Unfavorable economic factors concern NA deputies

Despite agreeing that the economy has had some achievements, National Assembly (NA) deputies still expressed their concerns over many unfavorable factors.NA deputies on Thursday discussed in groups socioeconomic situations, development orientations and economic restructuring.

A report of the Government presented in front of the NA indicated that macro-economic situations were virtually stable, inflation was under control, the economy was recovering, economic restructuring achieved initial good results, social security was ensured and life was improving.

According to some NA deputies, the Government is quite optimistic about the country’s economic situation. Deputy Bui Thi An said that the living quality of the people should be used as a measurement of socioeconomic development.

Meanwhile, deputy Nguyen Dinh Quyen mentioned issues concerning government and public debt which are staying at alarming levels. “I am really concerned over the budget allocation,” he said.

According to deputy Truong Trong Nghia, Vietnam is struggling to escape from the old growth model in which local enterprises mainly outsource products and use cheap labor. This has lasted for a long time but there has not been a replacement solution.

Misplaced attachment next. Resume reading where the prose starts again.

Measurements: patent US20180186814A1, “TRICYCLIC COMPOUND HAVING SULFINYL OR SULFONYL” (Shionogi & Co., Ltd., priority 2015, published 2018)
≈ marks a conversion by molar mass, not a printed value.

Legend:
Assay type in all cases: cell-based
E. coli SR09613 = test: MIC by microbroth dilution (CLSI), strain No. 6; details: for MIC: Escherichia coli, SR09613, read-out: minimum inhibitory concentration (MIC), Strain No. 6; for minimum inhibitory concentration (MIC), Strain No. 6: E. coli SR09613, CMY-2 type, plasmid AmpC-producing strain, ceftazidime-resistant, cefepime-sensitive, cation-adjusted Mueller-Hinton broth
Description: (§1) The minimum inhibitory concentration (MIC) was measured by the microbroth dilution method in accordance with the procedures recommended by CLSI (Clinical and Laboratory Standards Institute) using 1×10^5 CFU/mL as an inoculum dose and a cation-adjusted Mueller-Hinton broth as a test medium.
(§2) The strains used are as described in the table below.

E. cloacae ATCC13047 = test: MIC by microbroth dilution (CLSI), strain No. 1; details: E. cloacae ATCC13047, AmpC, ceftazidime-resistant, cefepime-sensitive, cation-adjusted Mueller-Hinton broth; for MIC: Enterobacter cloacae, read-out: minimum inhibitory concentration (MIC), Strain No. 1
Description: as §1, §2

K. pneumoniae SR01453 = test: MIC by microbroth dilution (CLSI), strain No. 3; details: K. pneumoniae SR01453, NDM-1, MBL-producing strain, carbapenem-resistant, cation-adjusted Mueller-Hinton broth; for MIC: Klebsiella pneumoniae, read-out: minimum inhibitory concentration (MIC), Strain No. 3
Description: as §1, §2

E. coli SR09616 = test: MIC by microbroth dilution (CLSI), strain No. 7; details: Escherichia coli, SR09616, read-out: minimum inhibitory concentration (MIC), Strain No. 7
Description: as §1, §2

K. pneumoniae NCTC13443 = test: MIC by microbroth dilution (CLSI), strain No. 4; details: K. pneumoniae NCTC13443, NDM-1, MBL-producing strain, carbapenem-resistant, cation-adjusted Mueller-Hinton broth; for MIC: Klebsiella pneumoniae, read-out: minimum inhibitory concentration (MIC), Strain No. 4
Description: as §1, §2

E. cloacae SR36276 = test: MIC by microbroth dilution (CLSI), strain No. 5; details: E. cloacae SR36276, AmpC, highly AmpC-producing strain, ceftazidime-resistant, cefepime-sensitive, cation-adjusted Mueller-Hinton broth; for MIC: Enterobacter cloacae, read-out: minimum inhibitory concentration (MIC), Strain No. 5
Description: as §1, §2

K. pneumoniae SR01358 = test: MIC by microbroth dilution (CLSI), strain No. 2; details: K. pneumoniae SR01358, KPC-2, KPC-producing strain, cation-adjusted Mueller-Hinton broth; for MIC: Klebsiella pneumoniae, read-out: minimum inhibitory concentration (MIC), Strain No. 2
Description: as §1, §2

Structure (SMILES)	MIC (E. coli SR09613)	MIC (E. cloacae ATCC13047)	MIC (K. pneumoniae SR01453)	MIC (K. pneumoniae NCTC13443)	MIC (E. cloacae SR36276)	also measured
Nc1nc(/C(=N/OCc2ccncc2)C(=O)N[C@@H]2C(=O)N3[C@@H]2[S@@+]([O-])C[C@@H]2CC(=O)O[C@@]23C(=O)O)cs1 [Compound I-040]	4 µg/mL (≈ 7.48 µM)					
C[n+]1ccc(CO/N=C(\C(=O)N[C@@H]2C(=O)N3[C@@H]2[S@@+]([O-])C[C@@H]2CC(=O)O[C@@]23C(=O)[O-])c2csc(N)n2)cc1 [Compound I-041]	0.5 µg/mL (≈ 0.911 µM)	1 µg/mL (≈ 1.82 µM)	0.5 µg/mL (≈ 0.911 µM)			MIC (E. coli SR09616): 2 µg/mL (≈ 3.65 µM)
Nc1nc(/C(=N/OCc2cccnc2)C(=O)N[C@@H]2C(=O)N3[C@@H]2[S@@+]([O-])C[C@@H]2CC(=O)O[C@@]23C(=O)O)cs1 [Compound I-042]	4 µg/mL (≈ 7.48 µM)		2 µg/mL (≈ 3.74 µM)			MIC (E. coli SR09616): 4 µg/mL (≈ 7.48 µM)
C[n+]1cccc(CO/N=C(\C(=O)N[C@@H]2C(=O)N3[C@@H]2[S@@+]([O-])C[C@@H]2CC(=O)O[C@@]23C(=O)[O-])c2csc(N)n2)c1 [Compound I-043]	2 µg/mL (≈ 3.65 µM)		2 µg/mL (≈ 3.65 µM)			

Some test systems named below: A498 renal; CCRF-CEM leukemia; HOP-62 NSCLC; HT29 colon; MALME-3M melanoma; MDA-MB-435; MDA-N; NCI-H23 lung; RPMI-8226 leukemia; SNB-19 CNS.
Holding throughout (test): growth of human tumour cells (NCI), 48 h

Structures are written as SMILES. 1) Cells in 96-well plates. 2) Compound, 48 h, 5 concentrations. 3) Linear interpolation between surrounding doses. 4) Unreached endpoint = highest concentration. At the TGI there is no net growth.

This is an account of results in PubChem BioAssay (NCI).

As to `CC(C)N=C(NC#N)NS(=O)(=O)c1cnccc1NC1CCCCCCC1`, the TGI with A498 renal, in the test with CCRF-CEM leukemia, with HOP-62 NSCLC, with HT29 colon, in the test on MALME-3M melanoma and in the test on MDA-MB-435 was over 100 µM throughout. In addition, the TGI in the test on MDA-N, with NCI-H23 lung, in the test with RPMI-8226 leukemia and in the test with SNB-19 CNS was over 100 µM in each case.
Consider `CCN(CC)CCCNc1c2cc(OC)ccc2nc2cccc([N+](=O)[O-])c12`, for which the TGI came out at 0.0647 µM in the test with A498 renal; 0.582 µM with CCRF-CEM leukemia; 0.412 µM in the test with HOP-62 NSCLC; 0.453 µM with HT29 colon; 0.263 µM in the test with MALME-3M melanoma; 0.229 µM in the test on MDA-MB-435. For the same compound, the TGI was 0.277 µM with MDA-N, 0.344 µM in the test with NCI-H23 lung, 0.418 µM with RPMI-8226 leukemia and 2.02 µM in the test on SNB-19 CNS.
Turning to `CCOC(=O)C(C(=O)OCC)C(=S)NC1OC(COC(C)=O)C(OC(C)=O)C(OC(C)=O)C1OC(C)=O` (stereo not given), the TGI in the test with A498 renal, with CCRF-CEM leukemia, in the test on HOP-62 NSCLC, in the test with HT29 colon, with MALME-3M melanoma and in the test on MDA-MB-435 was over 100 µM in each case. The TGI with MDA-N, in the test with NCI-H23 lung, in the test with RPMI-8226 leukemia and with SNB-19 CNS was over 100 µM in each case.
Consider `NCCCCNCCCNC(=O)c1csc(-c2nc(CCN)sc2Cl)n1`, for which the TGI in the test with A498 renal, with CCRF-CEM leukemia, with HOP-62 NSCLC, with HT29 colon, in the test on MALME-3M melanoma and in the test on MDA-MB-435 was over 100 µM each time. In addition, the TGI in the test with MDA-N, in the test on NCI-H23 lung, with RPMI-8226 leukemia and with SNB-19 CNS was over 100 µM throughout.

“Can Vietnam reach a new level, have a new growth model or will it remain low in the coming years?” Nghia questioned.

Deputy Do Van Duong said that the Government’s report was good but some points were impractical. He added that although the Government gave many solutions, bad debts and public debts keep rising and the property market remains quiet.

Sharing the same opinion, deputy Truong Trong Nghia said: “While we insist on reducing spending and preventing massive investments, we lack strong actions.”

Regarding the economic restructuring, many deputies proposed setting up a specialized national committee having the involvement of the NA, consulting institutions and independent experts.

According to Nghia, it is not easy to let groups self-restructure as the restructuring will affect benefits of laborers, the groups themselves and subsidiaries. “There needs to be an iron hand to rearrange the organization of the groups,” he said.

Deputy Tran Du Lich added that the slow restructuring resulted from many reasons such as different points of view and hesitation. “How can the restructuring be fast when changes in institution and policy to highlight the role of the State and the State economy are happening slowly,” Lich said.

Talking to the press on the sidelines of the NA discussions, Deputy Prime Minister Vu Van Ninh affirmed that debts of Vietnam Shipbuilding Industry Group (Vinashin) were not shifted to the Government and the Government only guaranteed to help the group borrow money and pay debts. The Government guarantee is a commitment assuring foreign investors. Vinashin still has to be responsible for its debts, Ninh added.

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